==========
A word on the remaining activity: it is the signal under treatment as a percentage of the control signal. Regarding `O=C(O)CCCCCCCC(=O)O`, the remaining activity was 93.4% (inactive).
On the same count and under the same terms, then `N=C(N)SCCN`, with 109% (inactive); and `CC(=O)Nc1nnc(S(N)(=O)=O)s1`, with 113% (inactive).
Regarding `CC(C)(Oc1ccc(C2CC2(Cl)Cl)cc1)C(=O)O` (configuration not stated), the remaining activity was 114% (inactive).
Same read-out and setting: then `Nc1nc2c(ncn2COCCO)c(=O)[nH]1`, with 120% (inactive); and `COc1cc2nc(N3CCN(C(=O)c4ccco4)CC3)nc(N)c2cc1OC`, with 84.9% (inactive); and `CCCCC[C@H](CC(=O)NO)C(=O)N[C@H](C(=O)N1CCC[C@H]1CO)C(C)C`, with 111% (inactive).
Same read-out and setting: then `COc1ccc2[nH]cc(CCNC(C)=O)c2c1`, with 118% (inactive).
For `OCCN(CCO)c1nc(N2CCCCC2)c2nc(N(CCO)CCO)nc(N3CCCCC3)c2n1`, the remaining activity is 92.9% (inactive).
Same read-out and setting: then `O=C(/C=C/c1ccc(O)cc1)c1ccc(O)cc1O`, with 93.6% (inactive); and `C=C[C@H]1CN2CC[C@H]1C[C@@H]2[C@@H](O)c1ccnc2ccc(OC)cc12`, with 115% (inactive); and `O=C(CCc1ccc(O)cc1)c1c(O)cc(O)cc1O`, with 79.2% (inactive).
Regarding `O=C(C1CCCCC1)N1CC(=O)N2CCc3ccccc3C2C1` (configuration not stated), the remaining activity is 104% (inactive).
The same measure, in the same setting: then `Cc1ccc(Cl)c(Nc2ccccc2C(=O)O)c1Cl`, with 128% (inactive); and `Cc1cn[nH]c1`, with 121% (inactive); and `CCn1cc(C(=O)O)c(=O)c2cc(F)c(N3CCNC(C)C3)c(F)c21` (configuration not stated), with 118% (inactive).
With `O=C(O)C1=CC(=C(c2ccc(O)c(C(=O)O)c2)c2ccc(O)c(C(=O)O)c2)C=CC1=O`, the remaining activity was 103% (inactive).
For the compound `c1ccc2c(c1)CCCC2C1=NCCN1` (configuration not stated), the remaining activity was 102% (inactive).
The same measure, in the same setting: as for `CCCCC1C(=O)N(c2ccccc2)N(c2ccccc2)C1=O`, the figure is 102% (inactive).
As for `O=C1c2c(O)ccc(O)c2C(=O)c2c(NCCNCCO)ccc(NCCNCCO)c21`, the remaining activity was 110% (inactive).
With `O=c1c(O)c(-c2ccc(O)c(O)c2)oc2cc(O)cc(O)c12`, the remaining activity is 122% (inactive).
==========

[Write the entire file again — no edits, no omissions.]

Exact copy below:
A word on the remaining activity: it is the signal under treatment as a percentage of the control signal. Regarding `O=C(O)CCCCCCCC(=O)O`, the remaining activity was 93.4% (inactive).
On the same count and under the same terms, then `N=C(N)SCCN`, with 109% (inactive); and `CC(=O)Nc1nnc(S(N)(=O)=O)s1`, with 113% (inactive).
Regarding `CC(C)(Oc1ccc(C2CC2(Cl)Cl)cc1)C(=O)O` (configuration not stated), the remaining activity was 114% (inactive).
Same read-out and setting: then `Nc1nc2c(ncn2COCCO)c(=O)[nH]1`, with 120% (inactive); and `COc1cc2nc(N3CCN(C(=O)c4ccco4)CC3)nc(N)c2cc1OC`, with 84.9% (inactive); and `CCCCC[C@H](CC(=O)NO)C(=O)N[C@H](C(=O)N1CCC[C@H]1CO)C(C)C`, with 111% (inactive).
Same read-out and setting: then `COc1ccc2[nH]cc(CCNC(C)=O)c2c1`, with 118% (inactive).
For `OCCN(CCO)c1nc(N2CCCCC2)c2nc(N(CCO)CCO)nc(N3CCCCC3)c2n1`, the remaining activity is 92.9% (inactive).
Same read-out and setting: then `O=C(/C=C/c1ccc(O)cc1)c1ccc(O)cc1O`, with 93.6% (inactive); and `C=C[C@H]1CN2CC[C@H]1C[C@@H]2[C@@H](O)c1ccnc2ccc(OC)cc12`, with 115% (inactive); and `O=C(CCc1ccc(O)cc1)c1c(O)cc(O)cc1O`, with 79.2% (inactive).
Regarding `O=C(C1CCCCC1)N1CC(=O)N2CCc3ccccc3C2C1` (configuration not stated), the remaining activity is 104% (inactive).
The same measure, in the same setting: then `Cc1ccc(Cl)c(Nc2ccccc2C(=O)O)c1Cl`, with 128% (inactive); and `Cc1cn[nH]c1`, with 121% (inactive); and `CCn1cc(C(=O)O)c(=O)c2cc(F)c(N3CCNC(C)C3)c(F)c21` (configuration not stated), with 118% (inactive).
With `O=C(O)C1=CC(=C(c2ccc(O)c(C(=O)O)c2)c2ccc(O)c(C(=O)O)c2)C=CC1=O`, the remaining activity was 103% (inactive).
For the compound `c1ccc2c(c1)CCCC2C1=NCCN1` (configuration not stated), the remaining activity was 102% (inactive).
The same measure, in the same setting: as for `CCCCC1C(=O)N(c2ccccc2)N(c2ccccc2)C1=O`, the figure is 102% (inactive).
As for `O=C1c2c(O)ccc(O)c2C(=O)c2c(NCCNCCO)ccc(NCCNCCO)c21`, the remaining activity was 110% (inactive).
With `O=c1c(O)c(-c2ccc(O)c(O)c2)oc2cc(O)cc(O)c12`, the remaining activity is 122% (inactive).